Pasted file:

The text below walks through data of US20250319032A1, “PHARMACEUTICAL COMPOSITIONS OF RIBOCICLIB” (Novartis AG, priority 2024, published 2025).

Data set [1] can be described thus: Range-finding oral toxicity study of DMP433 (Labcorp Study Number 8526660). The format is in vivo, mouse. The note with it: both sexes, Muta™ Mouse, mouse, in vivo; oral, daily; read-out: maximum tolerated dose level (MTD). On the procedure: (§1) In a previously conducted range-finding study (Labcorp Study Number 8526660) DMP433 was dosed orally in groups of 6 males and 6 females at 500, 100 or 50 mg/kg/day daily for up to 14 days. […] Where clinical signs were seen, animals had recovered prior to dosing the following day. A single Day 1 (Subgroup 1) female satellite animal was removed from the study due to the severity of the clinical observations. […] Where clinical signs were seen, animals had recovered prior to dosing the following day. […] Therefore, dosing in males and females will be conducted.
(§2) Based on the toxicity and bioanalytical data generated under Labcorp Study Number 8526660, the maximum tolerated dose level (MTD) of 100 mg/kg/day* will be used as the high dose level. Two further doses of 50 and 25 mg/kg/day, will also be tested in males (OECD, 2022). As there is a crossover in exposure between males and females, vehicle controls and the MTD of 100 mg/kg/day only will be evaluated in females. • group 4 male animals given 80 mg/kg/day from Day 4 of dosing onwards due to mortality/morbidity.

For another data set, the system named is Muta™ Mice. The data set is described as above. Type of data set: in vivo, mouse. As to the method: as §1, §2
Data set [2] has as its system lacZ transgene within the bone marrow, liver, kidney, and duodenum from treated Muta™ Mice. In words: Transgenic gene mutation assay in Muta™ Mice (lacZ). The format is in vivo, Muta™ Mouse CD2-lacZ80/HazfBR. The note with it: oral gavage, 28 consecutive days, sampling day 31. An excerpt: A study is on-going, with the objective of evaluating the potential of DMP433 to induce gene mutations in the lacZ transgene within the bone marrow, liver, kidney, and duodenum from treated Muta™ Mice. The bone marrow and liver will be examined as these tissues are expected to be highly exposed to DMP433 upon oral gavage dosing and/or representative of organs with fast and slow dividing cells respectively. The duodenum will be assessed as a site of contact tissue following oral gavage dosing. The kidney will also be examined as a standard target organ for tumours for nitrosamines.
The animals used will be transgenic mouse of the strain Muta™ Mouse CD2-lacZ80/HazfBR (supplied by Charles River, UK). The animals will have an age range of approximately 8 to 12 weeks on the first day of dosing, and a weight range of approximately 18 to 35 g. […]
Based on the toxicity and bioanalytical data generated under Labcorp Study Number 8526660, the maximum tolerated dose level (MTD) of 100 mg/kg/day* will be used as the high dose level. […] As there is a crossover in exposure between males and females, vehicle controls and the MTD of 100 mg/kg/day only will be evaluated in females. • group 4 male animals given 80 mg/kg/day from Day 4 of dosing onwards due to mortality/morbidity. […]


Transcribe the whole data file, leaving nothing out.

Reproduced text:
The text below walks through data of US20250319032A1, “PHARMACEUTICAL COMPOSITIONS OF RIBOCICLIB” (Novartis AG, priority 2024, published 2025).

Data set [1] can be described thus: Range-finding oral toxicity study of DMP433 (Labcorp Study Number 8526660). The format is in vivo, mouse. The note with it: both sexes, Muta™ Mouse, mouse, in vivo; oral, daily; read-out: maximum tolerated dose level (MTD). On the procedure: (§1) In a previously conducted range-finding study (Labcorp Study Number 8526660) DMP433 was dosed orally in groups of 6 males and 6 females at 500, 100 or 50 mg/kg/day daily for up to 14 days. […] Where clinical signs were seen, animals had recovered prior to dosing the following day. A single Day 1 (Subgroup 1) female satellite animal was removed from the study due to the severity of the clinical observations. […] Where clinical signs were seen, animals had recovered prior to dosing the following day. […] Therefore, dosing in males and females will be conducted.
(§2) Based on the toxicity and bioanalytical data generated under Labcorp Study Number 8526660, the maximum tolerated dose level (MTD) of 100 mg/kg/day* will be used as the high dose level. Two further doses of 50 and 25 mg/kg/day, will also be tested in males (OECD, 2022). As there is a crossover in exposure between males and females, vehicle controls and the MTD of 100 mg/kg/day only will be evaluated in females. • group 4 male animals given 80 mg/kg/day from Day 4 of dosing onwards due to mortality/morbidity.

For another data set, the system named is Muta™ Mice. The data set is described as above. Type of data set: in vivo, mouse. As to the method: as §1, §2
Data set [2] has as its system lacZ transgene within the bone marrow, liver, kidney, and duodenum from treated Muta™ Mice. In words: Transgenic gene mutation assay in Muta™ Mice (lacZ). The format is in vivo, Muta™ Mouse CD2-lacZ80/HazfBR. The note with it: oral gavage, 28 consecutive days, sampling day 31. An excerpt: A study is on-going, with the objective of evaluating the potential of DMP433 to induce gene mutations in the lacZ transgene within the bone marrow, liver, kidney, and duodenum from treated Muta™ Mice. The bone marrow and liver will be examined as these tissues are expected to be highly exposed to DMP433 upon oral gavage dosing and/or representative of organs with fast and slow dividing cells respectively. The duodenum will be assessed as a site of contact tissue following oral gavage dosing. The kidney will also be examined as a standard target organ for tumours for nitrosamines.
The animals used will be transgenic mouse of the strain Muta™ Mouse CD2-lacZ80/HazfBR (supplied by Charles River, UK). The animals will have an age range of approximately 8 to 12 weeks on the first day of dosing, and a weight range of approximately 18 to 35 g. […]
Based on the toxicity and bioanalytical data generated under Labcorp Study Number 8526660, the maximum tolerated dose level (MTD) of 100 mg/kg/day* will be used as the high dose level. […] As there is a crossover in exposure between males and females, vehicle controls and the MTD of 100 mg/kg/day only will be evaluated in females. • group 4 male animals given 80 mg/kg/day from Day 4 of dosing onwards due to mortality/morbidity. […]